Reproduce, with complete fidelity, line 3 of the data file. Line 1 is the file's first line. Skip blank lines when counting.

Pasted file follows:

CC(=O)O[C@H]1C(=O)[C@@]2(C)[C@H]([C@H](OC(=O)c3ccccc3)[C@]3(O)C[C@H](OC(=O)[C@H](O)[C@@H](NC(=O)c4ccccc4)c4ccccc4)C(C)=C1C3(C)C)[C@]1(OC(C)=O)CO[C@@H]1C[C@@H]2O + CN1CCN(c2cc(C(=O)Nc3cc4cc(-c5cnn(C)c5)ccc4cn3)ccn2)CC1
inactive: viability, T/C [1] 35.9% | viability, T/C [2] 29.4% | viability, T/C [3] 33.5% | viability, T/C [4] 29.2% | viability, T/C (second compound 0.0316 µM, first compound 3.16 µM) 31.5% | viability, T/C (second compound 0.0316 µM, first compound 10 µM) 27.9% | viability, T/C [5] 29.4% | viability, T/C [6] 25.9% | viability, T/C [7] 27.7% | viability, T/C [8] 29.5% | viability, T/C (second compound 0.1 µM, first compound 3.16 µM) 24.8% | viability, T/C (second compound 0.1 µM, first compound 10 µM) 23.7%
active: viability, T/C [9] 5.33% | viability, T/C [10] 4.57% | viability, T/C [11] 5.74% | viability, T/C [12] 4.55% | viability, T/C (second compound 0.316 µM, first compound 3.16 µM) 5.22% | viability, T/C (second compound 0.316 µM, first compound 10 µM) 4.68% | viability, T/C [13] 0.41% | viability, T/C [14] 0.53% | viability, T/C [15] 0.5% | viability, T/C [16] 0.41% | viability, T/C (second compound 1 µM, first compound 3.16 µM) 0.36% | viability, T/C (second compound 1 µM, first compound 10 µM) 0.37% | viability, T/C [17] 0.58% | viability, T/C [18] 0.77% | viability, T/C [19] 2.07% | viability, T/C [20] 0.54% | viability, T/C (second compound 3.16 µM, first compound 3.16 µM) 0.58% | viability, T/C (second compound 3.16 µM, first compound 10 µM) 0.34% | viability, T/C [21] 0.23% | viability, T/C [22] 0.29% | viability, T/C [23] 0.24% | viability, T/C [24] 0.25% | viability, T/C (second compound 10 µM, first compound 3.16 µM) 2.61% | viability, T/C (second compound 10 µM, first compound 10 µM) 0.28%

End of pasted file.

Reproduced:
active: viability, T/C [9] 5.33% | viability, T/C [10] 4.57% | viability, T/C [11] 5.74% | viability, T/C [12] 4.55% | viability, T/C (second compound 0.316 µM, first compound 3.16 µM) 5.22% | viability, T/C (second compound 0.316 µM, first compound 10 µM) 4.68% | viability, T/C [13] 0.41% | viability, T/C [14] 0.53% | viability, T/C [15] 0.5% | viability, T/C [16] 0.41% | viability, T/C (second compound 1 µM, first compound 3.16 µM) 0.36% | viability, T/C (second compound 1 µM, first compound 10 µM) 0.37% | viability, T/C [17] 0.58% | viability, T/C [18] 0.77% | viability, T/C [19] 2.07% | viability, T/C [20] 0.54% | viability, T/C (second compound 3.16 µM, first compound 3.16 µM) 0.58% | viability, T/C (second compound 3.16 µM, first compound 10 µM) 0.34% | viability, T/C [21] 0.23% | viability, T/C [22] 0.29% | viability, T/C [23] 0.24% | viability, T/C [24] 0.25% | viability, T/C (second compound 10 µM, first compound 3.16 µM) 2.61% | viability, T/C (second compound 10 µM, first compound 10 µM) 0.28%